In Sickness and in Health: What I’ve Learned About Marriage When the Unexpected Happens

A man guides a woman on a cloudy, gray beach near the ocean.“Does blindness run in your family?”

That was the doctor’s way of casually announcing that my wife was losing her eyesight in the spring of 2007. My wife and I felt like we were thrust into a game of hangman. We were the stick figure dangling from the noose and he was the person guessing letters. Every word out of his mouth felt like another wrong answer.

We were devastated. We had only been married for a few short years. The eyes that I fell in love with might not be able to see me someday. After a series of tests, we learned that Suzanne has Usher Syndrome with Retinitis Pigmentosa. It’s a hard phrase to say and an even harder phrase to live with. It means she is progressively losing her eyesight as well as her hearing. She loses as much as 12-17% of her vision each year. Her world is growing darker and she doesn’t have the option of just flipping a switch and turning the lights back on. I say that Suzanne’s eyes are like stained glass: beautiful to look at, terrible to look through.

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In all my childhood fantasies about falling in love, I never pictured my dream girl going blind and deaf. I pictured the textbook “happily ever after.” But our story unfolded differently. If our love were a rom-com, Rob Reiner would have written the script. I would be Westley. She would be Buttercup. But the whole movie would take place in the Fire Swamp, a love surrounded by spontaneous fire, sinking sand, and rodents of unusual size!  

When you vow “for better or worse,” you don’t anticipate what worse could really mean. While the crowd cheers, no one leaves the altar thinking about what could possibly go wrong… that the woman holding your hand might one day need you to hold her hand to navigate stairs, parking lots, restaurants, or your own living room… that the girl who says if there’s ever a fire, the first thing you have to rescue is the wedding album even though she might not be able to see those pictures someday. These things don’t make you love less, but they do make you love differently.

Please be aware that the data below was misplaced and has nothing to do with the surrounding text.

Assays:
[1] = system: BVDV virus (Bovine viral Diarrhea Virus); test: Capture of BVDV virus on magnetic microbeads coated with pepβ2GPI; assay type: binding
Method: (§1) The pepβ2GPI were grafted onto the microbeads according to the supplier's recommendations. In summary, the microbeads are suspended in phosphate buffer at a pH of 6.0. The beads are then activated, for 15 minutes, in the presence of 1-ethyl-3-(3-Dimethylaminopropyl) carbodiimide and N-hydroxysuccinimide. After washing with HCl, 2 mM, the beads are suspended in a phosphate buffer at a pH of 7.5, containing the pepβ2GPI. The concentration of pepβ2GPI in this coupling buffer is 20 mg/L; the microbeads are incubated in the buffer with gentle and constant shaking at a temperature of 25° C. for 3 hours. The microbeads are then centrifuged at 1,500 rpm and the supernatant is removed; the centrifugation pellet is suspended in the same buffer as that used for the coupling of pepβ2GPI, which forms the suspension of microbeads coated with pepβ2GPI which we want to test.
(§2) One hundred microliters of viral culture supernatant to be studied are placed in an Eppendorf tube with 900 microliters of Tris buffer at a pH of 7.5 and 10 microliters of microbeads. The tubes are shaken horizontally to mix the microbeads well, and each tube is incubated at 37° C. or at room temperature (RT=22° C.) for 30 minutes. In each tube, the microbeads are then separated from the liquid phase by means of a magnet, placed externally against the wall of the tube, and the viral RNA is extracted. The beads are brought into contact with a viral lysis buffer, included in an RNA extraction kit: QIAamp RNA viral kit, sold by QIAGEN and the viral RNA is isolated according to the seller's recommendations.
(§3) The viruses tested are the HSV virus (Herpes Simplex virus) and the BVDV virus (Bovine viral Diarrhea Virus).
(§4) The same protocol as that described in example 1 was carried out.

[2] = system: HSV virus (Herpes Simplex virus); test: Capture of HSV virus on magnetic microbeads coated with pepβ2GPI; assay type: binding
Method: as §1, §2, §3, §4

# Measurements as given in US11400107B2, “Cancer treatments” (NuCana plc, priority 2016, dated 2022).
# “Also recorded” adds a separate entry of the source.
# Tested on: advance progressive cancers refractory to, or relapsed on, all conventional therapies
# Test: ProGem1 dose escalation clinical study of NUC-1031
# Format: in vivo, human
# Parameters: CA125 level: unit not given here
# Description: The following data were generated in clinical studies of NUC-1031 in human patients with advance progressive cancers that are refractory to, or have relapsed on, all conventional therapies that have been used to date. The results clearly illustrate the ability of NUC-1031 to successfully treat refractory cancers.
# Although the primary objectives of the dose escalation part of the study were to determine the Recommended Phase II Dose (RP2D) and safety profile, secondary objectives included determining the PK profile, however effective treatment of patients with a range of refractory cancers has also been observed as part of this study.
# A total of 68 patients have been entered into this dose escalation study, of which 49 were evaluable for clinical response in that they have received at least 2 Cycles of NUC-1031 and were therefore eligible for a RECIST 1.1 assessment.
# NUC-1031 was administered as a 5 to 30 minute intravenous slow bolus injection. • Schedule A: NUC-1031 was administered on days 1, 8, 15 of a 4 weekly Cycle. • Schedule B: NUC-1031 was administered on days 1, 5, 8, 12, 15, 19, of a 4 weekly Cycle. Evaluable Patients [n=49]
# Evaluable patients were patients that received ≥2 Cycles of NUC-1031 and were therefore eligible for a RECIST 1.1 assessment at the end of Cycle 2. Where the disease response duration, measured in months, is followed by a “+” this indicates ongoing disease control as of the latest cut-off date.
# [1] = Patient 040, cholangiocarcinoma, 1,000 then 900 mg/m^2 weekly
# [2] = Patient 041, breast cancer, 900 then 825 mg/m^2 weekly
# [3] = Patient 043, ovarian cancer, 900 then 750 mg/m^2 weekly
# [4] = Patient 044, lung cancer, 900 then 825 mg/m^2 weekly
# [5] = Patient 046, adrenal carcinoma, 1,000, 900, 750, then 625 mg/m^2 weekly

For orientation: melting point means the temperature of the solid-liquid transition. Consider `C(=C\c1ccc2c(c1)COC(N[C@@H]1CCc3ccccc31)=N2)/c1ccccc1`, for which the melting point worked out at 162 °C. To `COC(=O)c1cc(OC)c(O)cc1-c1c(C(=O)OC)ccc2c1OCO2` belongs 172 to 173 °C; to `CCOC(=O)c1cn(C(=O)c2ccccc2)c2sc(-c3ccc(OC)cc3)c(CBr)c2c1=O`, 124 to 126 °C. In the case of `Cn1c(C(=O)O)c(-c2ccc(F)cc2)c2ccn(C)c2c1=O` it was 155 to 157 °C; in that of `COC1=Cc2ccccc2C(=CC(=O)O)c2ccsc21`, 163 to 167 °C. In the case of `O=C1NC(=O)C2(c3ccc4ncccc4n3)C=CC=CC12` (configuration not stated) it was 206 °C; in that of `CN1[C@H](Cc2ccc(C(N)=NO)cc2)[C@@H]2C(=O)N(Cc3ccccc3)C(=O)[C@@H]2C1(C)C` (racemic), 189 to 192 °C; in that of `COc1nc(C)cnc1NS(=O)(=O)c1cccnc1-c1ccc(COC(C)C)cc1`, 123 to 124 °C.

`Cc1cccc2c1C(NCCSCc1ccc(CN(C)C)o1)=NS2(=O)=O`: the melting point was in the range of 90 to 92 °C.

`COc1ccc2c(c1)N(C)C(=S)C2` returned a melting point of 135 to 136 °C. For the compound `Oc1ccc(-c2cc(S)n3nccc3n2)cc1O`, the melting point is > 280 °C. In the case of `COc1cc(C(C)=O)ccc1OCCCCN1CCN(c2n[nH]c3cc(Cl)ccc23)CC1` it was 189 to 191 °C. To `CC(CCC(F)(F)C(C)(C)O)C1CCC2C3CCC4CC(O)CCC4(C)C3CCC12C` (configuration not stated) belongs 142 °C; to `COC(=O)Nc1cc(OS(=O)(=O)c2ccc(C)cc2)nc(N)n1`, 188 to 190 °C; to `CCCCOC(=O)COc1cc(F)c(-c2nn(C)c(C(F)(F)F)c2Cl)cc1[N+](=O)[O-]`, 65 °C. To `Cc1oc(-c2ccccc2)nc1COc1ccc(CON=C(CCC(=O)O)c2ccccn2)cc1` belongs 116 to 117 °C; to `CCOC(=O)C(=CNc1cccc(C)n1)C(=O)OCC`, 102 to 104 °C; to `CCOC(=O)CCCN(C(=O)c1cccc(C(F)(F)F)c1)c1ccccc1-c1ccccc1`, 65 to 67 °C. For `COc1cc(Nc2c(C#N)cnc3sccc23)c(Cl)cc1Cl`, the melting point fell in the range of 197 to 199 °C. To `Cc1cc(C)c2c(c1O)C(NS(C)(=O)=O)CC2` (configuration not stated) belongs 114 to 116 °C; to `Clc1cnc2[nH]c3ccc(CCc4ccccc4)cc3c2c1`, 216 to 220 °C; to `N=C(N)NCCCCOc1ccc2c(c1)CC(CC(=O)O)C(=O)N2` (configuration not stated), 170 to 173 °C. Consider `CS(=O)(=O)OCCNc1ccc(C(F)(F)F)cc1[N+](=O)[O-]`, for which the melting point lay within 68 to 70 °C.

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While Westley constantly says to his one true love, “as you wish,” I have found the art of doing life together much more challenging. I’ve learned to value one of the shortest prayers from Scripture: “Lord, save me.” (Matthew 14:30) While Peter said this three-word prayer to be rescued from drowning in the Sea of Galilee, I say it daily to be rescued from drowning in my own murky thoughts. I pay a therapist to help me work through my emotions: feelings of resentment, bitterness, and impatience. 

Our daily life is completely different from when we started dating. My wife’s challenges have completely changed the axis of cooking, cleaning, driving, and parenting. I choose to be my wife’s eyes and ears, and she lovingly calls me her seeing eye Dan. While most couples hold hands as a form of affection, we hold hands as a form of loving protection and direction. We took a class on how to use hand signals to indicate obstacles and minimize bruises.

One seismic shift is our date night tradition. We both love movies, as you can tell from ”The Princess Bride” references. Spending time together often involved going to the local movie theater. We loved everything about it, the smell of popcorn, communal laughter, maybe not the sticky floors. But because of my wife’s challenges, we avoid it now. Navigating the dark theater was too stressful and movie music is often louder than the dialogue so it’s hard for her to follow the plot. Now, we watch movies at home where we can put on closed captions and I can pause the movie to explain what’s going on if she needs it. A benefit is that we get to interact with the movie without hearing, “shhhhh!”

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 My feelings are often double-jointed. I grieve for what my wife is missing and grit my teeth when her “can’t do’s” become my “have to’s.” There’s a constant tension between empathy and self-pity. I think love sometimes comes down to the direction you lean the most. When I want to quit, I lean towards empathy. I lean towards patience. I lean towards grace. I lean towards my vows, “for better and worse.”  

One of my favorite metaphors when it comes to the relationship between Christ and the Church is marriage. As a husband, Jesus shows constant servanthood and sacrifice when it comes to his bride. We see this clearly when he kneels down in the dirt and washes his disciples’ feet, the very feet that were going to run away from him during his hour of greatest need. When my wife and I got married, we included foot-washing as a part of our vows. My wife and I did this ceremony as a way of saying we were going to serve each other as Christ graciously served the Church. Like Christ, I’m willing to not only wash my wife’s feet but also hold her hand as we both walk into the darkness of whatever the future might bring.